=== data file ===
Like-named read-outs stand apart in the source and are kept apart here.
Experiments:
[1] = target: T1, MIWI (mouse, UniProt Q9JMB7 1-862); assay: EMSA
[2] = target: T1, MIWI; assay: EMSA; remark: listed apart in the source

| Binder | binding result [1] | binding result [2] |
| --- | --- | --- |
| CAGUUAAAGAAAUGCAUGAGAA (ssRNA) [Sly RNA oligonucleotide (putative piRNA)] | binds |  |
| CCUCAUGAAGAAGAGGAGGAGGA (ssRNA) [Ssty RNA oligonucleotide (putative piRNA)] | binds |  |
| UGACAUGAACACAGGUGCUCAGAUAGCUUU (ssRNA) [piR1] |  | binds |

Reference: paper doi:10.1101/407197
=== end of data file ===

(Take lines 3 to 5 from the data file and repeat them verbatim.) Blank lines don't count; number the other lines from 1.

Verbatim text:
[1] = target: T1, MIWI (mouse, UniProt Q9JMB7 1-862); assay: EMSA
[2] = target: T1, MIWI; assay: EMSA; remark: listed apart in the source

| Binder | binding result [1] | binding result [2] |